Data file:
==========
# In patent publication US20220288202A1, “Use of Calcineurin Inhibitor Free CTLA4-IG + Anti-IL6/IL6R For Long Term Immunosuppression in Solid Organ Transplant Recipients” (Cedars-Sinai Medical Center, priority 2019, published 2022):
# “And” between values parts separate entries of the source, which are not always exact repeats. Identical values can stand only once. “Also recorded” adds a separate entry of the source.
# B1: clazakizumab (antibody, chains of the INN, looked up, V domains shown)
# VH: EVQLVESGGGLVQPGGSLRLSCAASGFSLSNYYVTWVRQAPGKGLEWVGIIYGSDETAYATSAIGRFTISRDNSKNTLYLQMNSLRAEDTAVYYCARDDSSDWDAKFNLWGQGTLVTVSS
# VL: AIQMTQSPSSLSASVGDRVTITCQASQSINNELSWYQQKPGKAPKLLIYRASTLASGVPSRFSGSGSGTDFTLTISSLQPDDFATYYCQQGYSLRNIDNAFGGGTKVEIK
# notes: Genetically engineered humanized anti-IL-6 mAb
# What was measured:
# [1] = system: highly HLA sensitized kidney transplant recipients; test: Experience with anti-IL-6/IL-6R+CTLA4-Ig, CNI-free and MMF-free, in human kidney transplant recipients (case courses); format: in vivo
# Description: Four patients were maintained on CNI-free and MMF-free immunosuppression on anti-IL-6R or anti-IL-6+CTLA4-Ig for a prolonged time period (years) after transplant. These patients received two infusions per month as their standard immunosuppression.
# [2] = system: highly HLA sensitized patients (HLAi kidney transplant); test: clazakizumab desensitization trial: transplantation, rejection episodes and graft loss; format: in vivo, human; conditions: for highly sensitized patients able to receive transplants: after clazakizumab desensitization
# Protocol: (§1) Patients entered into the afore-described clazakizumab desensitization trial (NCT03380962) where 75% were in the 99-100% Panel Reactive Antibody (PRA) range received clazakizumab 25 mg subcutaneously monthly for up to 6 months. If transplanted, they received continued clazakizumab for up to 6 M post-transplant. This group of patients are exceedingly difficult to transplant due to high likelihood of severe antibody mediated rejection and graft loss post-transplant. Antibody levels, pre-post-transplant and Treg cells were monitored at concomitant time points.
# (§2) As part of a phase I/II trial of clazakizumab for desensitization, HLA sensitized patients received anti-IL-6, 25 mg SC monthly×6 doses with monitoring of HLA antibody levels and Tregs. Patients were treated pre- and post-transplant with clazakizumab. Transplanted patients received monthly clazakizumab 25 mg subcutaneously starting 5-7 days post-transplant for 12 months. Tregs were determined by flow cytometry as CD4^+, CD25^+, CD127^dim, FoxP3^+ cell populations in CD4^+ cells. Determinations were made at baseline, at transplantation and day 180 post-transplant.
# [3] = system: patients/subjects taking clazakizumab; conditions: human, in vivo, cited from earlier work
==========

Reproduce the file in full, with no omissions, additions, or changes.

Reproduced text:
# In patent publication US20220288202A1, “Use of Calcineurin Inhibitor Free CTLA4-IG + Anti-IL6/IL6R For Long Term Immunosuppression in Solid Organ Transplant Recipients” (Cedars-Sinai Medical Center, priority 2019, published 2022):
# “And” between values parts separate entries of the source, which are not always exact repeats. Identical values can stand only once. “Also recorded” adds a separate entry of the source.
# B1: clazakizumab (antibody, chains of the INN, looked up, V domains shown)
# VH: EVQLVESGGGLVQPGGSLRLSCAASGFSLSNYYVTWVRQAPGKGLEWVGIIYGSDETAYATSAIGRFTISRDNSKNTLYLQMNSLRAEDTAVYYCARDDSSDWDAKFNLWGQGTLVTVSS
# VL: AIQMTQSPSSLSASVGDRVTITCQASQSINNELSWYQQKPGKAPKLLIYRASTLASGVPSRFSGSGSGTDFTLTISSLQPDDFATYYCQQGYSLRNIDNAFGGGTKVEIK
# notes: Genetically engineered humanized anti-IL-6 mAb
# What was measured:
# [1] = system: highly HLA sensitized kidney transplant recipients; test: Experience with anti-IL-6/IL-6R+CTLA4-Ig, CNI-free and MMF-free, in human kidney transplant recipients (case courses); format: in vivo
# Description: Four patients were maintained on CNI-free and MMF-free immunosuppression on anti-IL-6R or anti-IL-6+CTLA4-Ig for a prolonged time period (years) after transplant. These patients received two infusions per month as their standard immunosuppression.
# [2] = system: highly HLA sensitized patients (HLAi kidney transplant); test: clazakizumab desensitization trial: transplantation, rejection episodes and graft loss; format: in vivo, human; conditions: for highly sensitized patients able to receive transplants: after clazakizumab desensitization
# Protocol: (§1) Patients entered into the afore-described clazakizumab desensitization trial (NCT03380962) where 75% were in the 99-100% Panel Reactive Antibody (PRA) range received clazakizumab 25 mg subcutaneously monthly for up to 6 months. If transplanted, they received continued clazakizumab for up to 6 M post-transplant. This group of patients are exceedingly difficult to transplant due to high likelihood of severe antibody mediated rejection and graft loss post-transplant. Antibody levels, pre-post-transplant and Treg cells were monitored at concomitant time points.
# (§2) As part of a phase I/II trial of clazakizumab for desensitization, HLA sensitized patients received anti-IL-6, 25 mg SC monthly×6 doses with monitoring of HLA antibody levels and Tregs. Patients were treated pre- and post-transplant with clazakizumab. Transplanted patients received monthly clazakizumab 25 mg subcutaneously starting 5-7 days post-transplant for 12 months. Tregs were determined by flow cytometry as CD4^+, CD25^+, CD127^dim, FoxP3^+ cell populations in CD4^+ cells. Determinations were made at baseline, at transplantation and day 180 post-transplant.
# [3] = system: patients/subjects taking clazakizumab; conditions: human, in vivo, cited from earlier work